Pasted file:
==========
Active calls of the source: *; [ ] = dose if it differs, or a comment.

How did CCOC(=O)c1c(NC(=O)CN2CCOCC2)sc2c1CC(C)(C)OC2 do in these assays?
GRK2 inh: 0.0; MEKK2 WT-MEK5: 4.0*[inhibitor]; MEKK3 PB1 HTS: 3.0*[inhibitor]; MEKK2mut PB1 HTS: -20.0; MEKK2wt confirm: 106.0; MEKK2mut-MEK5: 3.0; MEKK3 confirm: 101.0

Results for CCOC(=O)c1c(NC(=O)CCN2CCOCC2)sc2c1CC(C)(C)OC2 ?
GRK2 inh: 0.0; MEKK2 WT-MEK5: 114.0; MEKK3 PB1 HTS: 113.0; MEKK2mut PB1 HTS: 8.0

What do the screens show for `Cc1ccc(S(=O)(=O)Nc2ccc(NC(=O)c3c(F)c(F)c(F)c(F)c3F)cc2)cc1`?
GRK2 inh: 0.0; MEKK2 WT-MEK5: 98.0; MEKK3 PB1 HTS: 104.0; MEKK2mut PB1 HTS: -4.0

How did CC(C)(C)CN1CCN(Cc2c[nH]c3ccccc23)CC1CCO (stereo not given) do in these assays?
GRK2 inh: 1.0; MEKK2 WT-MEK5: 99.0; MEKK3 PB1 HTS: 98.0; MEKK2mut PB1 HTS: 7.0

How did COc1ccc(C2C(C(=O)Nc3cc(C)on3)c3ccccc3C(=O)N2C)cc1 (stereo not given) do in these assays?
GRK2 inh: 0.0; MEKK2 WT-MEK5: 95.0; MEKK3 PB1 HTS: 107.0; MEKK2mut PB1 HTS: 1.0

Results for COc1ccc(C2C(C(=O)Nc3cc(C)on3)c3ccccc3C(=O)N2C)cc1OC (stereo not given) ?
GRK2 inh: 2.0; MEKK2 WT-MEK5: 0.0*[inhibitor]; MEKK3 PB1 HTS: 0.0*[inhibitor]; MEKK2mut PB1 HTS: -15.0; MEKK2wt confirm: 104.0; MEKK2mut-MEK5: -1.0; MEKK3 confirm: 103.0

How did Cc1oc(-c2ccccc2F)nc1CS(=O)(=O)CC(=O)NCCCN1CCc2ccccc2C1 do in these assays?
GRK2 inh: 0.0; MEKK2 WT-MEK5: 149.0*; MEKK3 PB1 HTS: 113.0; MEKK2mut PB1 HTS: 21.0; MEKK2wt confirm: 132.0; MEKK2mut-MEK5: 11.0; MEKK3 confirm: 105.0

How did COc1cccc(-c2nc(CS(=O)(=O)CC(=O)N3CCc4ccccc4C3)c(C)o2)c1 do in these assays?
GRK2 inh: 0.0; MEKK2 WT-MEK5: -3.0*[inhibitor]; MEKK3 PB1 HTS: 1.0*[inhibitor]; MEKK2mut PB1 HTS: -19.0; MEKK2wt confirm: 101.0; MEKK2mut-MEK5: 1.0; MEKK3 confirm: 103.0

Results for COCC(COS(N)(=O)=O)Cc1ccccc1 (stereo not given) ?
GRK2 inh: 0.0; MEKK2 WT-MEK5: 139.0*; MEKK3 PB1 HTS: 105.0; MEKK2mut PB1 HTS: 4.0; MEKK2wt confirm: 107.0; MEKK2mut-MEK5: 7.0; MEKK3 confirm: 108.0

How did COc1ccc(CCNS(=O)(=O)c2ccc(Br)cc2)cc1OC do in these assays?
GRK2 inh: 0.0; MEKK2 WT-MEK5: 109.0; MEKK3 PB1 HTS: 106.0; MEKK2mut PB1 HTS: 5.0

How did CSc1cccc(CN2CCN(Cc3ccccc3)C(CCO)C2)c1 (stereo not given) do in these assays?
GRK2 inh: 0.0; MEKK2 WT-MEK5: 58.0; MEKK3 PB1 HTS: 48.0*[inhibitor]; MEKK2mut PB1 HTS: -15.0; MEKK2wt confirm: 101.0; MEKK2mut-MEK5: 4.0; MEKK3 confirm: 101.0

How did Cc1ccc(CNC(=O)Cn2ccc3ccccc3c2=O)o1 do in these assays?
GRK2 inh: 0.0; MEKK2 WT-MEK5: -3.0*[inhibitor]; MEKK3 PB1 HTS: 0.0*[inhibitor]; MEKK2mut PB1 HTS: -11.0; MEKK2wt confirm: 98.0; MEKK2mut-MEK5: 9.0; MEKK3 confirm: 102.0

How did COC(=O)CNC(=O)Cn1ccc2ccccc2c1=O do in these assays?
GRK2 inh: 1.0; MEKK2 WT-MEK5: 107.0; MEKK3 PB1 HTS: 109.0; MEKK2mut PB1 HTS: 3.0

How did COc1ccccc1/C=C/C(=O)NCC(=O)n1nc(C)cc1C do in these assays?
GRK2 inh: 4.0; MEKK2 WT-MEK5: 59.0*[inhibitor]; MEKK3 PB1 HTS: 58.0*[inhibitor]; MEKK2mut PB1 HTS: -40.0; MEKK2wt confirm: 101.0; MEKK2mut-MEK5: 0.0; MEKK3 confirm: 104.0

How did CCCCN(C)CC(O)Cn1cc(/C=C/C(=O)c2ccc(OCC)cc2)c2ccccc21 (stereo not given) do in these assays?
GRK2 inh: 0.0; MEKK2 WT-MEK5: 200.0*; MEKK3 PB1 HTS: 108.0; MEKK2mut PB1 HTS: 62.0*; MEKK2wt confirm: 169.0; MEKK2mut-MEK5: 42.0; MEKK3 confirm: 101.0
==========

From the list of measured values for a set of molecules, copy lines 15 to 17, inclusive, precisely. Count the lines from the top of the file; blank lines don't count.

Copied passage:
GRK2 inh: 0.0; MEKK2 WT-MEK5: 149.0*; MEKK3 PB1 HTS: 113.0; MEKK2mut PB1 HTS: 21.0; MEKK2wt confirm: 132.0; MEKK2mut-MEK5: 11.0; MEKK3 confirm: 105.0

How did COc1cccc(-c2nc(CS(=O)(=O)CC(=O)N3CCc4ccccc4C3)c(C)o2)c1 do in these assays?
GRK2 inh: 0.0; MEKK2 WT-MEK5: -3.0*[inhibitor]; MEKK3 PB1 HTS: 1.0*[inhibitor]; MEKK2mut PB1 HTS: -19.0; MEKK2wt confirm: 101.0; MEKK2mut-MEK5: 1.0; MEKK3 confirm: 103.0